Since 2010, the former Bhering chocolate factory in Santo Cristo in the Port area of central Rio has became home to the city’s contemporary artists who have occupied and transformed the building into over 50 art studio spaces. Last month a court ordered all 72 occupants to vacate the premises within 30 days to allow new owners Syn-Brasil Enterprises to take over the building, located in an area that’s currently undergoing a huge regeneration project as part of Rio’s preparations for the 2016 Olympics. Fines were also imposed on artists, including a confectioner, upholsterer and furniture showroom among others. Unbeknownst to the occupiers or former owners (the Barreto family), Syn-Brasil had purchased the property at auction in May 2011 for R$3million from the Federal government to whom Bhering owes R$150,000 in unpaid taxes.
Following the eviction notice, the artists swiftly mobilized, mounting an online campaign to save the artistic occupation of the factory. Vivian Caccuri, a sound artist and one of the first to set up a studio at the former factory wrote: “What type of Porto Maravilha is to be built in Rio de Janeiro? What’s happened at Bhering is rare and desired in any other city. It’s impossible to recreate something like this as it wasn’t projected, it wasn’t part of an institutional plan but emerged from the force of people.”
Having established itself as an alternative and innovative art movement compared to similar artist occupations of previously neglected neighborhoods in New York and Berlin, plus partnerships with ArtRio International Art Fair and features praising the initiative in the cultural press, the Bhering case drew widespread support amongst the city’s artists and culture supporters. In an impassioned blog post Frederico Coelho declared that “the Bhering case will be definitive for the future of Rio de Janeiro.”
On July 30th mayor Eduardo Paes entered the debate tweeting “The eviction of the various art spaces in the old Bhering factory in the Port zone doesn’t make any sense, even the small amount [in unpaid taxes] that made the property go to auction. Let’s act to stop this absurdity. This is exactly the vocation that we want this region to fulfill.” The same day, the city government issued decrees for the expropriation and provisional taking into government trust of the old Bhering factory.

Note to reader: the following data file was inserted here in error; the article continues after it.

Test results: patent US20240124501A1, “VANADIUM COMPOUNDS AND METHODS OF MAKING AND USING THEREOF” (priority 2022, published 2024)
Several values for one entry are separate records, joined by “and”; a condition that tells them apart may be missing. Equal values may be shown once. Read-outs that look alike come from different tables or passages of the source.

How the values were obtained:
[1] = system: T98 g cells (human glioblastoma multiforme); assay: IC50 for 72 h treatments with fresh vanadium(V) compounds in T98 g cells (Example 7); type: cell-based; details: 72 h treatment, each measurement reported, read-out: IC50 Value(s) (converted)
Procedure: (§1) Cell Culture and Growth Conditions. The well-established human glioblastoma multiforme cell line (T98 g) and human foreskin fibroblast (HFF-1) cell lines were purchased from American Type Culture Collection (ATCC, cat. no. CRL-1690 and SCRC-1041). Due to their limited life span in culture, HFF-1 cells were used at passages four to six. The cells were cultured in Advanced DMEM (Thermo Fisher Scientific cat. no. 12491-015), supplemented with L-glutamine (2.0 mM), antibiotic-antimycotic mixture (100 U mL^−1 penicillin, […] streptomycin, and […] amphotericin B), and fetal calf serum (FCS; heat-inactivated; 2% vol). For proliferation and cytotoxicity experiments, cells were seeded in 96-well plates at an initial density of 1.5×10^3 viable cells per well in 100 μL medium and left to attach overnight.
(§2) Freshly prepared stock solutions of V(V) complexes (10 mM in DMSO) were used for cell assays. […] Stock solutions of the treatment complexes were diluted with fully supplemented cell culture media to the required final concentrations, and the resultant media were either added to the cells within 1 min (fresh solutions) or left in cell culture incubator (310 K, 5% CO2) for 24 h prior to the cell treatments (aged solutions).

The city government’s decree halted the artist evictions with a view to maintaining the building’s cultural activity creating a public-private partnership that maintains city government ownership but with collective management. This same week the city government also revealed negotiations with US business tycoon Donald Trump over investments in the Porto Maravilha project to construct six 50-floor office towers with projected potential unit values of R$5billion, just meters away from the old Bhering factory.
The Bhering artists have identified their cause with other eviction threats in the port region, specifically historically important Morro da Providência where thirty percent of the community is marked for eviction. On July 28th, before the city government decree, Bhering artist Maira das Neves who has worked on a project in Providência wrote on her Atelie 1m2 blog: “As Morro da Providência woke up to more than 800 houses marked for demolition and lost its sports and events square, the old Bhering factory receives ever more artists from the city’s South Zone willing to invest in infrastructure and work in the region. They seem to be two opposing points in the gentrification equation. But in the face of real estate speculation, the community on the hill and the artists share the same precarious condition.”
Indeed, the Bhering artists are still living in a moment of uncertainty as legal wranglings between Syn-Brasil, the Barreto family and the government continue. However the city government’s choice to step in to ensure the survival of a two-year-old occupation of middle-upper class artists in a historically poor area undergoing major regeneration has drawn cynicism.
In a piece for culture and humanities magazine Pittacos, art critic Sérgio Bruno Martins wrote: “It’s known that art brings real estate speculation in tow. Let’s not be naive; in a sense, the Bhering occupation is a victim of its own success. The question is: does it necessarily have to be like this? Maybe not, but that depends not only on a sharper critical consciousness of art in relation to its ambivalent role in the urban dynamic, but also of a proactive attitude from the authorities in the sense of creating mechanisms that protect city spaces from predatory speculation instead of oiling it.”